Breaking Down the Black Lives Matter Movement

On the 26th of August in 1963, Martin Luther King Jr. stood on the steps of the Lincoln Memorial and said: “I have a dream that my four little children will one day live in a nation where they will not be judged by the color of their skin but by the content of their character.” King had dreams for a nation that would celebrate its diversity, a nation that would be accepting of everyone, regardless of their race and the colour of their skin.

Unfortunately, the sad truth is that even 57 years later, people of color are still being mistreated. After the unjust killing of George Floyd and many other innocent members of the Black community, the entire nation began to participate in protests, advocating for the prosecution of the cops that perpetrated these unwarranted murders. Today, the Black Lives Matter movement advocates against the racism and prejudice that the Black community faces, striving for the equality that the Black community deserves and for the nation that Martin Luther King Jr. dreamt of.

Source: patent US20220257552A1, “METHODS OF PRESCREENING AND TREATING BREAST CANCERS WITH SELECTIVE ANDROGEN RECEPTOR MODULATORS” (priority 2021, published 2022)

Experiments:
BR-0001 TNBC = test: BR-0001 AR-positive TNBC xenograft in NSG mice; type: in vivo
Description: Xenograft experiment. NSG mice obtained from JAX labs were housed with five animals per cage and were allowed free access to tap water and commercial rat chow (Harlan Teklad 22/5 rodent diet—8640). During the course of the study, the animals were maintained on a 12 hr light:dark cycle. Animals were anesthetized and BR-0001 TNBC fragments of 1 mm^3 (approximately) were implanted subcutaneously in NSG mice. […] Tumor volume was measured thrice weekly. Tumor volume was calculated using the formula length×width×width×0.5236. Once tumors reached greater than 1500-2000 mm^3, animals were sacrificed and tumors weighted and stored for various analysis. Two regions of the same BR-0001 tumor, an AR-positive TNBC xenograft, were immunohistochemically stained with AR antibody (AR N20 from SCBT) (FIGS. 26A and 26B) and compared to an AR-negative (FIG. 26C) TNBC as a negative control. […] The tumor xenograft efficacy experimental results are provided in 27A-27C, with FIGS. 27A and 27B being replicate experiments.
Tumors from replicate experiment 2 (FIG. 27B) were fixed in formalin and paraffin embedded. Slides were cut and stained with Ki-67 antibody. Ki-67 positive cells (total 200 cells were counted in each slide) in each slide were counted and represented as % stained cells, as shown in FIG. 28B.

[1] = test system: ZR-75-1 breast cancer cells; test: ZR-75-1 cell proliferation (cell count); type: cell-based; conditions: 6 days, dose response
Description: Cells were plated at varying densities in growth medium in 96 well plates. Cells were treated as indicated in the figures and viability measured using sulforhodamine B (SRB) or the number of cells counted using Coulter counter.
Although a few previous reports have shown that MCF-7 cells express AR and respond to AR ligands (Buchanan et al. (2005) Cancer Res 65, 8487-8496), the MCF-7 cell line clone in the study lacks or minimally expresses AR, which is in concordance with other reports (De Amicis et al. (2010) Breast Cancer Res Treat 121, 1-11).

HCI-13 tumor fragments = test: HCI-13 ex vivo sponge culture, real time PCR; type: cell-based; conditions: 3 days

Overall, there are two common misconceptions that I have seen on the internet about BLM and what it stands for. Here are the reasons why they are wrong:


  1. 1. “All Lives Matter”:

    This particular phrase is probably one of the most ignorant perceptions one could have with regard to Black Lives Matter and what it stands for. Saying “all lives matter” is like fracturing a bone in your arm, but insisting that all of the other bones deserve the same attention that the one fractured bone is receiving. The BLM movement never stated that only Black lives matter. The reason that Black lives matter is because they are the people who are in danger, and are being disrespected by society and various officials without valid reasoning. We need the Black community to be respected on the same level that other races are being respected; they should not have to fear for their lives each time they step outside of their home.

  2. 2. BLM is Politics:

    Simply put, Black Lives Matter is the fight to make people acknowledge that Black lives matter as much as every other person’s life. This is a fight for the right to live and have equal treatment; these rights are not politics. Every individual deserves these rights, and not one person deserved to be denied these basic rights based on the color of their skin. 

    BLM is not politics, period.


We strive for a world that is accepting of our differences. We strive for a world that does not discriminate against people based on the color of their skin. We strive to build the world that Martin Luther King Jr. dreamt of. In order for this to happen, we must first acknowledge that Black lives matter.